The New Yorker's Scores

  • Movies
  • TV
For 1,594 reviews, this publication has graded:
  • 38% higher than the average critic
  • 1% same as the average critic
  • 61% lower than the average critic
On average, this publication grades 1.4 points higher than other critics. (0-100 point scale)
Average Movie review score: 64
Highest review score: 100 Mystic River
Lowest review score: 0 The Da Vinci Code
Score distribution:
1594 movie reviews
  1. The movie’s heart is certainly in the right place--it’s a quietly outraged work--but I wish there were more excitement in it from moment to moment.
  2. It's nothing we haven't seen done better before (by Paul Greengrass in the recent "Bourne Ultimatum," for instance), but it's good enough as kinetic entertainment.
  3. Yet, even if the movie is a fake as a fight picture, it's still a decent commercial entertainment.
  4. The ideas behind Enduring Love may be fascinating, but they don’t play; they sulk.
  5. The performances are lusty and concerted, but they remain just that - performances, of the sort that may make you feel you should stagger to your feet at the end and applaud. If so, resist.
  6. Boyle is genial, eager, and prolific, and his effusion has ignited films like "Trainspotting" and "Slumdog Millionaire," yet for every blaze that excites us there has been another that burns itself out without leaving a mark, let alone a scar, on our emotions. So it is with Trance. [8 April 2013, p.88]
    • The New Yorker
  7. Running two hours and forty minutes, never finds the same balance: by the time he gets to the lust, it is too late to throw caution to the winds.
  8. In previous movies, Michael Bay dabbled wearily in Homo sapiens. At last he has summoned the courage to admit that he has an exclusive crush on machines, and I congratulate him on creating, in Transformers, his first truly honest work of art.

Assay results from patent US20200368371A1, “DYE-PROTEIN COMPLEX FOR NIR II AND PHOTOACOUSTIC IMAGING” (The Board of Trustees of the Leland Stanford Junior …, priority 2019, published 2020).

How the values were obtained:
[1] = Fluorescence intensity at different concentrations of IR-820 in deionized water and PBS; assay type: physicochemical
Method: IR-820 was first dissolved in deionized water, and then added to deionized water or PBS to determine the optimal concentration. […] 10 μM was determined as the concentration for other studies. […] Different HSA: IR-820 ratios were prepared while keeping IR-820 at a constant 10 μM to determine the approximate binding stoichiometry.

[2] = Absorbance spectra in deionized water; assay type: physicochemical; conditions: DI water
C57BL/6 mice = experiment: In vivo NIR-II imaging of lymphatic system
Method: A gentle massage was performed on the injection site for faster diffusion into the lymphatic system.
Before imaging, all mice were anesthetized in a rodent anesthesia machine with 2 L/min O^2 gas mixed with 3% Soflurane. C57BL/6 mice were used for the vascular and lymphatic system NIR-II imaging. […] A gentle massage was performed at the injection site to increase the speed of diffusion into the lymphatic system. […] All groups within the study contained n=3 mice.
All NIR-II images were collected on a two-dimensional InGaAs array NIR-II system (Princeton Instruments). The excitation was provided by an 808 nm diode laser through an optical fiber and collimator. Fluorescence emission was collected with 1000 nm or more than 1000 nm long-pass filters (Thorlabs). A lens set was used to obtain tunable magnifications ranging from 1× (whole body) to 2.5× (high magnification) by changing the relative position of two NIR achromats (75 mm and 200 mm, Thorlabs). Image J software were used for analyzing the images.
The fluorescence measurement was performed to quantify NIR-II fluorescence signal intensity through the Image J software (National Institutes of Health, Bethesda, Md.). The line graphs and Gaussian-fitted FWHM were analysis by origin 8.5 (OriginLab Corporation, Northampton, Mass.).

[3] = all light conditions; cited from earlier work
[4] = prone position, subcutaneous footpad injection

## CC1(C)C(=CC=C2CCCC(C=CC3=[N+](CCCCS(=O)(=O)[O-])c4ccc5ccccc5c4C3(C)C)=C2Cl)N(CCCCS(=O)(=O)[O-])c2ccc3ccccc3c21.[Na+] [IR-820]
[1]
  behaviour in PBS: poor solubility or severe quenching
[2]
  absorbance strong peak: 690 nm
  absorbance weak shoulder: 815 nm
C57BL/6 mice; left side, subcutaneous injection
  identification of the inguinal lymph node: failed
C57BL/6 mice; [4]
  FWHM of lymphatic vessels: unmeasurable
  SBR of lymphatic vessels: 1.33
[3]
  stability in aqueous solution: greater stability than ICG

9. In the end, Lower City is never quite as energetic as it wants to be, touched by the strange, milky lethargy that steeps every waterfront film.
  10. The new movie continues the "Bourne" tradition of exciting, reality-based thrillers, but when the series lost its star it lost most of is soul. [13 & 20 Aug. 2012, p.96]
    • The New Yorker
  11. At last, a good big film. The legacy of the summer, thus far, has been jetsam: moribund movies that lie there, bloated and beached, gasping to break even. But here is something angry and alive: Elysium.
  12. You can see the jokes coming well in advance, but you still laugh uncontrollably.
  13. What we glean from Belvaux’s trilogy is the reassurance (rare on film, with its terror of inattention) that people are both important and unimportant, and that heroes and leading ladies, in life as in art, can fade into extras before our eyes. [Note: From a review of the entire trilogy.] [2 February 2004, p. 94]
    • The New Yorker
    • 60 Metascore
    • 90 Critic Score
    Barkin and DiCaprio are sensational. Every time De Niro threatens to take over the picture, they snatch our attention right back, and always with something casual: a look or a gesture that conveys how thoroughly this mother and son understand each other.